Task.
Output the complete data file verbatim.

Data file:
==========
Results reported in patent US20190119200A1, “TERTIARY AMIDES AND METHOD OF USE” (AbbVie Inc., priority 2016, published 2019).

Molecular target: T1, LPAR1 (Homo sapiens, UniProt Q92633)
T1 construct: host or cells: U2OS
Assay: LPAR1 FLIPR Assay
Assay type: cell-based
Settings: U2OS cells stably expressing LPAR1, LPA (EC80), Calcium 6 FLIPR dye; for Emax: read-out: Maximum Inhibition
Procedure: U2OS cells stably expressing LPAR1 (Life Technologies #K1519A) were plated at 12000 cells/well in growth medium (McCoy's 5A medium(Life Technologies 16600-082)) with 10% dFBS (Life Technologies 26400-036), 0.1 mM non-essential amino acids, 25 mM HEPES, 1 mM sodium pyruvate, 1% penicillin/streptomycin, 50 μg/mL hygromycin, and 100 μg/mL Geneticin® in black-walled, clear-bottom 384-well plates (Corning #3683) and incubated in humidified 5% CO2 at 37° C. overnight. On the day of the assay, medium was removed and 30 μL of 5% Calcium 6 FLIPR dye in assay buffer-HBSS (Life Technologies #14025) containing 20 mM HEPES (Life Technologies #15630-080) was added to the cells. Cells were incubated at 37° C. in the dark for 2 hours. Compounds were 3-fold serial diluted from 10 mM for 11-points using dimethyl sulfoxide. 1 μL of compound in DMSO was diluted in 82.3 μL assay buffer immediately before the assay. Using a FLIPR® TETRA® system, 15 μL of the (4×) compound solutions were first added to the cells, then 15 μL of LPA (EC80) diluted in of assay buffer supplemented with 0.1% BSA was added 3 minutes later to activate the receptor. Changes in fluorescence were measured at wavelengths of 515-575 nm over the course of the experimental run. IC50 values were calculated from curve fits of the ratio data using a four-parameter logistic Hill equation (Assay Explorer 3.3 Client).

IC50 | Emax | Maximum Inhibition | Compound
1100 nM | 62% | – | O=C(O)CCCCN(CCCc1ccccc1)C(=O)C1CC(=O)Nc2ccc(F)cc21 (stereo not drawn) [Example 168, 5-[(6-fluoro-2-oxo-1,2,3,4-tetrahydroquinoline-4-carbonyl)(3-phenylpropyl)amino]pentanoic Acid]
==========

Results reported in patent US20190119200A1, “TERTIARY AMIDES AND METHOD OF USE” (AbbVie Inc., priority 2016, published 2019).

Molecular target: T1, LPAR1 (Homo sapiens, UniProt Q92633)
T1 construct: host or cells: U2OS
Assay: LPAR1 FLIPR Assay
Assay type: cell-based
Settings: U2OS cells stably expressing LPAR1, LPA (EC80), Calcium 6 FLIPR dye; for Emax: read-out: Maximum Inhibition
Procedure: U2OS cells stably expressing LPAR1 (Life Technologies #K1519A) were plated at 12000 cells/well in growth medium (McCoy's 5A medium(Life Technologies 16600-082)) with 10% dFBS (Life Technologies 26400-036), 0.1 mM non-essential amino acids, 25 mM HEPES, 1 mM sodium pyruvate, 1% penicillin/streptomycin, 50 μg/mL hygromycin, and 100 μg/mL Geneticin® in black-walled, clear-bottom 384-well plates (Corning #3683) and incubated in humidified 5% CO2 at 37° C. overnight. On the day of the assay, medium was removed and 30 μL of 5% Calcium 6 FLIPR dye in assay buffer-HBSS (Life Technologies #14025) containing 20 mM HEPES (Life Technologies #15630-080) was added to the cells. Cells were incubated at 37° C. in the dark for 2 hours. Compounds were 3-fold serial diluted from 10 mM for 11-points using dimethyl sulfoxide. 1 μL of compound in DMSO was diluted in 82.3 μL assay buffer immediately before the assay. Using a FLIPR® TETRA® system, 15 μL of the (4×) compound solutions were first added to the cells, then 15 μL of LPA (EC80) diluted in of assay buffer supplemented with 0.1% BSA was added 3 minutes later to activate the receptor. Changes in fluorescence were measured at wavelengths of 515-575 nm over the course of the experimental run. IC50 values were calculated from curve fits of the ratio data using a four-parameter logistic Hill equation (Assay Explorer 3.3 Client).

IC50 | Emax | Maximum Inhibition | Compound
1100 nM | 62% | – | O=C(O)CCCCN(CCCc1ccccc1)C(=O)C1CC(=O)Nc2ccc(F)cc21 (stereo not drawn) [Example 168, 5-[(6-fluoro-2-oxo-1,2,3,4-tetrahydroquinoline-4-carbonyl)(3-phenylpropyl)amino]pentanoic Acid]